To do a regression analysis, you need an idea. My idea was that the banked spins would reach a point where the game would have a positive tipping point.
I wrote my idea in an OLS friendly form. Here is what my formula / idea looked like:
Break Even = Mini Spins * A + Maxi Spins * B + Mega Spins * C – the game drop
The regression analysis will tell me what values best fit A, B, and C as well as give me a conversion value to what the primary game does and how all that translates to game return.
Here is the long awaited tool for doing a regression analysis: http://www.xuru.org/rt/MLR.asp#CopyPaste
I like this tool because it is free, easy, and it works.
As soon as I put my data in the tool, it spits something out that looks like this:
Y = 2.429918446 * X1 + 1.29792787 * X2 - 1.062254166 * X3 - 82.10776899
Compare this to my theory:
Break Even = Mini Spins * A + Maxi Spins * B + Mega Spins * C - the game drop
Houston, we have a problem! My theory says mega spins should add value, the output says mega spins will take away value. That’s not right. Something is going on with the mega data that is causing a problem… I think I know what it is… I only hit one mega in the first 36 events, it was tiny, and it paid horribly. As a result, the more EV that lived in the mega was just more stored value in the machine I didn’t take down. The conclusion I’m drawing from this is that 1) I don’t have enough data on the mega and 2) that’s because the mega is hard to take down.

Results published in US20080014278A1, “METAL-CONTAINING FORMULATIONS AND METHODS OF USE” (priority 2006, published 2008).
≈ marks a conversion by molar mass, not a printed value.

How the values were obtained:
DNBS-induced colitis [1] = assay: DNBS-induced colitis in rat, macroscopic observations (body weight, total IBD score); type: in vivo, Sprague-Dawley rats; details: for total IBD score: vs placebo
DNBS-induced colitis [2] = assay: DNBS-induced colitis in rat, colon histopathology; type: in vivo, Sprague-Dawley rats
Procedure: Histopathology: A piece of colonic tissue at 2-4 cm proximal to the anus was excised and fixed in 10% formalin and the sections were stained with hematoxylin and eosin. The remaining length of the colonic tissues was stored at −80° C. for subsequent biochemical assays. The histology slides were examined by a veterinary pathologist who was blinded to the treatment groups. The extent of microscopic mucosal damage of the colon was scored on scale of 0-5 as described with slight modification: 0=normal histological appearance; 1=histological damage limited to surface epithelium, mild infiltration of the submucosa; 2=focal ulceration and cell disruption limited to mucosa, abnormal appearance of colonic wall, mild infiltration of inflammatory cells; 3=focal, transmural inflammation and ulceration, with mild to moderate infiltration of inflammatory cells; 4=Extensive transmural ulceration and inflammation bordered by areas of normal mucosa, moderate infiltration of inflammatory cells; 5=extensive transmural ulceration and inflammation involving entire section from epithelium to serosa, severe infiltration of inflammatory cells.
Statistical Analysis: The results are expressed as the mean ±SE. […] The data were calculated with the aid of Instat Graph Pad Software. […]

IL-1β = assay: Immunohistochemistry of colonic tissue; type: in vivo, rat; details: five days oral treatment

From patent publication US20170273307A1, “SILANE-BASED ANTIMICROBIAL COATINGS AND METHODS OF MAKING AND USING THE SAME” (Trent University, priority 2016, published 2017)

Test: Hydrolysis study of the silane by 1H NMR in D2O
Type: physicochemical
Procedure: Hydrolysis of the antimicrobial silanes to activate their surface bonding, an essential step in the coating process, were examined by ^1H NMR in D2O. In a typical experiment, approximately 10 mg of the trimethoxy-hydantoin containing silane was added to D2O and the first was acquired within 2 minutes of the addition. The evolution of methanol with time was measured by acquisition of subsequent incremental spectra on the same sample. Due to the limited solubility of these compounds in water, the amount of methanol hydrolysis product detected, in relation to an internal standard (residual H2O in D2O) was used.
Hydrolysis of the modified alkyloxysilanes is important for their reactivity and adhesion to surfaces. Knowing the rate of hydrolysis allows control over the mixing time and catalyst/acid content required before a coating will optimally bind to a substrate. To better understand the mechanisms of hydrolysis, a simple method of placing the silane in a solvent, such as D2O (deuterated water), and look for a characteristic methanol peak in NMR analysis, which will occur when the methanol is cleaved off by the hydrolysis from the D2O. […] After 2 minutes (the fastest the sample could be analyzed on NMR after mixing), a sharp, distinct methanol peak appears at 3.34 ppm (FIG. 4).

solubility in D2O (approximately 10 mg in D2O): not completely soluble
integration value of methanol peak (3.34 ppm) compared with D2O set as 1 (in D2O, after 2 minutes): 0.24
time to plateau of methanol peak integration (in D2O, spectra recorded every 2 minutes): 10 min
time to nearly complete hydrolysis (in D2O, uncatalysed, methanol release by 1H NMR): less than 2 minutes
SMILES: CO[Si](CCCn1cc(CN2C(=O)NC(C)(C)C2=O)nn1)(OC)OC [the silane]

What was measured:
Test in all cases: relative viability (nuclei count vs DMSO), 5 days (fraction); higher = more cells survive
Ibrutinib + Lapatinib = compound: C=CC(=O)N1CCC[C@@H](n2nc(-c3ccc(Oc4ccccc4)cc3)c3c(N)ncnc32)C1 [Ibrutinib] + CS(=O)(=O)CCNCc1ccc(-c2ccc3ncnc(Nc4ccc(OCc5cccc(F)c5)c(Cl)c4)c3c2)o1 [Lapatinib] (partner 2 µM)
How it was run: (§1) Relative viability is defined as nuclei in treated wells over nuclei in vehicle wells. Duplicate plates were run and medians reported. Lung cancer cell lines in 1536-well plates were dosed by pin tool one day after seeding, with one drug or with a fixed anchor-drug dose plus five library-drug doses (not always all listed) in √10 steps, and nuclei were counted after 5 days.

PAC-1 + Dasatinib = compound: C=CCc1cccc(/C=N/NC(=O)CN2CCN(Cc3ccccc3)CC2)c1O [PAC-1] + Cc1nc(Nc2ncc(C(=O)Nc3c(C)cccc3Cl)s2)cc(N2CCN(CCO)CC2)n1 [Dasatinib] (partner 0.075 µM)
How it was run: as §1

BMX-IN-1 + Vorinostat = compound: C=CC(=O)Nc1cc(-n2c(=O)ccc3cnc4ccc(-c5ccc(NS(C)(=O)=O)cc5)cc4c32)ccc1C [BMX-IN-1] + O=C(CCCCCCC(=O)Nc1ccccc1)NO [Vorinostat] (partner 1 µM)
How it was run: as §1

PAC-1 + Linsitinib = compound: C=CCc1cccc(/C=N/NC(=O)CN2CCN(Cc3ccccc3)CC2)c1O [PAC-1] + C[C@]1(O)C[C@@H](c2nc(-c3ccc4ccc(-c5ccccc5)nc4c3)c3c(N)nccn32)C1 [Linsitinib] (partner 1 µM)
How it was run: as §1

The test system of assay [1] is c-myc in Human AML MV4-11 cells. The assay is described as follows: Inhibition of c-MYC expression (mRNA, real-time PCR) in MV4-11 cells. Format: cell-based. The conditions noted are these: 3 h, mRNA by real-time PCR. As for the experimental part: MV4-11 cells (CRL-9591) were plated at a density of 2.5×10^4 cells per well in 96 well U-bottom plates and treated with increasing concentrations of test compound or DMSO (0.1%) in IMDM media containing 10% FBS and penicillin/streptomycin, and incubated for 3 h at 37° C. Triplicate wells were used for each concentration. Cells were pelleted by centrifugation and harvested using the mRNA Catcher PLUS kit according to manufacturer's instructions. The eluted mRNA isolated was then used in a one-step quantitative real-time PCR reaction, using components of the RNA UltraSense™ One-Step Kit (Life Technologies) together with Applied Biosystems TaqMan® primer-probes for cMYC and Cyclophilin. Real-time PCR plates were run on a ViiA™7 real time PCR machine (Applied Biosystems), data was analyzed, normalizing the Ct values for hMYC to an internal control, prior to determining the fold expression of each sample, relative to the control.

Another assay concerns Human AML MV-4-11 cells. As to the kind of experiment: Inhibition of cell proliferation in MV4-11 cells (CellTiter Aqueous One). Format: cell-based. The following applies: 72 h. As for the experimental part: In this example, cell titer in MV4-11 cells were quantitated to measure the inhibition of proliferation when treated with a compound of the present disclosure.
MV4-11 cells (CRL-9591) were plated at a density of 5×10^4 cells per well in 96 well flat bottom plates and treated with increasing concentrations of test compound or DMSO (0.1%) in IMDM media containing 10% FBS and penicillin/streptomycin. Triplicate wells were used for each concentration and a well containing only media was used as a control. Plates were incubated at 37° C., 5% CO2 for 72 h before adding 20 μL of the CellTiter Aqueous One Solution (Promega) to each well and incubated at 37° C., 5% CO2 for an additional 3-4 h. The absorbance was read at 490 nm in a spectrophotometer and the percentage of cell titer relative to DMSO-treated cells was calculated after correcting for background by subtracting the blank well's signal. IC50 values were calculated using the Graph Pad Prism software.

My solution is to say “F” the mega and revise my theory on how this machine works… New hypothesis:
Game Return = Mini Spins * A + Maxi Spins * B - the game drop (including the mega)
Now my dataset looks like this:
When I put this data into the OLS tool, I get this:
y = 3.481487604 * x1 + 1.419057454 * x2 - 155.3201563
Ok, now we have a formula that aligns with my theory. So far, so good… But I have two problems I need to deal with still.
1) What is the break-even point?
2) I can’t do this math in my head.
Let’s deal with the break-even point first.
If I set Y to 0 (no win) and I set one of the banked spin amounts to the reset value of the game, I have an algebra problem I can solve to obtain the other banked spin value. Here is what that looks like:
Before you jump on me for this being wrong, I am well aware now that this is not the real break-even point for this game. I was not well aware of that after I had played only 36 times. This analysis is the reflection of what I could figure out after a week of part time play.